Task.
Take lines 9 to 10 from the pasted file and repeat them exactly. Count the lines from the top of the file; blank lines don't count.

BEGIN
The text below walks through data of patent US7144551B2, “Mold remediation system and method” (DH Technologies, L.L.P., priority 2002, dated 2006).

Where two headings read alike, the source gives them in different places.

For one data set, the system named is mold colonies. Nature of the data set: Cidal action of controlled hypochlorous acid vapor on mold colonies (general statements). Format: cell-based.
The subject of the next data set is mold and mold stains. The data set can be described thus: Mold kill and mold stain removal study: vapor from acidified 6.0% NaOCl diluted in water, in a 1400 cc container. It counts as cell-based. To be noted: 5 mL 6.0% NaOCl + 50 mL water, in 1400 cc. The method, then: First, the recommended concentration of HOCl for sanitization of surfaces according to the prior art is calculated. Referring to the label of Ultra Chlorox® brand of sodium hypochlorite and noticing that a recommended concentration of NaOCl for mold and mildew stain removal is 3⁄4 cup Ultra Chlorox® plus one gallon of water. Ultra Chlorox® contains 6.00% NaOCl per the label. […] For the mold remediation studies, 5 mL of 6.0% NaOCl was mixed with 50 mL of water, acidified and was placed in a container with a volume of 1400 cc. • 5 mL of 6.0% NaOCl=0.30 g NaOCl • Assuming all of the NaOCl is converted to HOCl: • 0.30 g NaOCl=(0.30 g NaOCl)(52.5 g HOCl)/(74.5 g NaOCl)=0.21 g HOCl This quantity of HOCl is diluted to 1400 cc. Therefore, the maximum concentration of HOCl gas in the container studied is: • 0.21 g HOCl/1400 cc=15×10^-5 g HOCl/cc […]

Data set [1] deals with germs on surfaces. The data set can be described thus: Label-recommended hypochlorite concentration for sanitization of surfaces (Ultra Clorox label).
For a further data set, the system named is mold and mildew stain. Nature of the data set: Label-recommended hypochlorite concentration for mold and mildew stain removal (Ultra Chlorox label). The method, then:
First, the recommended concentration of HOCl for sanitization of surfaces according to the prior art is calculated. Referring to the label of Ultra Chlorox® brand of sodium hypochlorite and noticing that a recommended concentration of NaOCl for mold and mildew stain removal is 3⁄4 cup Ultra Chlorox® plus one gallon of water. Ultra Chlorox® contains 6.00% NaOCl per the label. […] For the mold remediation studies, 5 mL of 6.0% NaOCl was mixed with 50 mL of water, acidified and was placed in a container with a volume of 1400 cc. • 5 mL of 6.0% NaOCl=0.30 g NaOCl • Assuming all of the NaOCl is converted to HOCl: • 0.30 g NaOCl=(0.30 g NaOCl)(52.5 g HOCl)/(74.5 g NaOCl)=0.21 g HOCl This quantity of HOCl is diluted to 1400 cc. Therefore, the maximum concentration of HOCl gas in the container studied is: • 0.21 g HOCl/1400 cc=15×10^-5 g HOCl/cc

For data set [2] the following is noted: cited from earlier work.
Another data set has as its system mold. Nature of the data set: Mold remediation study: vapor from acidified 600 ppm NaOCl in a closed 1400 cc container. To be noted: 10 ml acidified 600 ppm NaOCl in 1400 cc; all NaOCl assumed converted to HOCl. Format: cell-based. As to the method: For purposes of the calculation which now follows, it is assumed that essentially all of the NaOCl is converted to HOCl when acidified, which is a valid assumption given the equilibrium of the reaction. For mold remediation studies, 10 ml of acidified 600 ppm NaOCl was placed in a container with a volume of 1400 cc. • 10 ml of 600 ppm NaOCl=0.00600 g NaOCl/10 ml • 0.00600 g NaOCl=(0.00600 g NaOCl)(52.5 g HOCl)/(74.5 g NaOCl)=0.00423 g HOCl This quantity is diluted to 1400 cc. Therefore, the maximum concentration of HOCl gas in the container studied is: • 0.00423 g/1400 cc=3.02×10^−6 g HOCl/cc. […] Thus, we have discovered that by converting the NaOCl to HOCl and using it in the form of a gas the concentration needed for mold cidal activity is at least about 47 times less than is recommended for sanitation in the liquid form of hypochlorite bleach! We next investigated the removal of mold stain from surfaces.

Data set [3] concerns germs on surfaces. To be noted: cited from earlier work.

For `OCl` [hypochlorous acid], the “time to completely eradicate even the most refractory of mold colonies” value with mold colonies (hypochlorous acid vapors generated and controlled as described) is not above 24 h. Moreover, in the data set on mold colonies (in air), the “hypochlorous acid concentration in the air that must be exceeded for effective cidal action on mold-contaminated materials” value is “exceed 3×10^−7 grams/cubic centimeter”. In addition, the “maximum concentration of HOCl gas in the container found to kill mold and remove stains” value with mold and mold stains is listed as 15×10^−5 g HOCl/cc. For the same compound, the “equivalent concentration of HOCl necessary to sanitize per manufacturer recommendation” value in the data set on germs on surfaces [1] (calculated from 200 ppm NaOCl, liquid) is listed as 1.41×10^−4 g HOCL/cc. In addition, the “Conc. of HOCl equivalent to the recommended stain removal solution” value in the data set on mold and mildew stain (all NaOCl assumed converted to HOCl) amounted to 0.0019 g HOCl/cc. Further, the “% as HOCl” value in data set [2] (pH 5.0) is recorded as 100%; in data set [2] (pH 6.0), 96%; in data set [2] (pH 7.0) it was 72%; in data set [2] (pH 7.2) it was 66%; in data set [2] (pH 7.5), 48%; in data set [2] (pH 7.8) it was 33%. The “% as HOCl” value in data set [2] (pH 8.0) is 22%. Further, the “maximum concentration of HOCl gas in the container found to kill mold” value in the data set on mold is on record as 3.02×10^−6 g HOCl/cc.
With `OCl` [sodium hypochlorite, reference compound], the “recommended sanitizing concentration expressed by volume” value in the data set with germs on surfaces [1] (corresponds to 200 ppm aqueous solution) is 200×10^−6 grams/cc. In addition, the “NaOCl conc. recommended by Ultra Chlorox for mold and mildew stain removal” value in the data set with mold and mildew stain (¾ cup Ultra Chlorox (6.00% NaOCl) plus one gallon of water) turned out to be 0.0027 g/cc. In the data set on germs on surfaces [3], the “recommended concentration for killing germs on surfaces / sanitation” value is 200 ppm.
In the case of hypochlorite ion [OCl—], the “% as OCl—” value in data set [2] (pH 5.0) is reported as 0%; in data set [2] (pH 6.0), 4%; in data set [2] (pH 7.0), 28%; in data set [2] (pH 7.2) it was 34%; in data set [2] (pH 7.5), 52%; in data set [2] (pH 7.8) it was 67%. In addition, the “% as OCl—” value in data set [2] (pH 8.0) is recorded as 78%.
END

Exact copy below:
Another data set has as its system mold. Nature of the data set: Mold remediation study: vapor from acidified 600 ppm NaOCl in a closed 1400 cc container. To be noted: 10 ml acidified 600 ppm NaOCl in 1400 cc; all NaOCl assumed converted to HOCl. Format: cell-based. As to the method: For purposes of the calculation which now follows, it is assumed that essentially all of the NaOCl is converted to HOCl when acidified, which is a valid assumption given the equilibrium of the reaction. For mold remediation studies, 10 ml of acidified 600 ppm NaOCl was placed in a container with a volume of 1400 cc. • 10 ml of 600 ppm NaOCl=0.00600 g NaOCl/10 ml • 0.00600 g NaOCl=(0.00600 g NaOCl)(52.5 g HOCl)/(74.5 g NaOCl)=0.00423 g HOCl This quantity is diluted to 1400 cc. Therefore, the maximum concentration of HOCl gas in the container studied is: • 0.00423 g/1400 cc=3.02×10^−6 g HOCl/cc. […] Thus, we have discovered that by converting the NaOCl to HOCl and using it in the form of a gas the concentration needed for mold cidal activity is at least about 47 times less than is recommended for sanitation in the liquid form of hypochlorite bleach! We next investigated the removal of mold stain from surfaces.

Data set [3] concerns germs on surfaces. To be noted: cited from earlier work.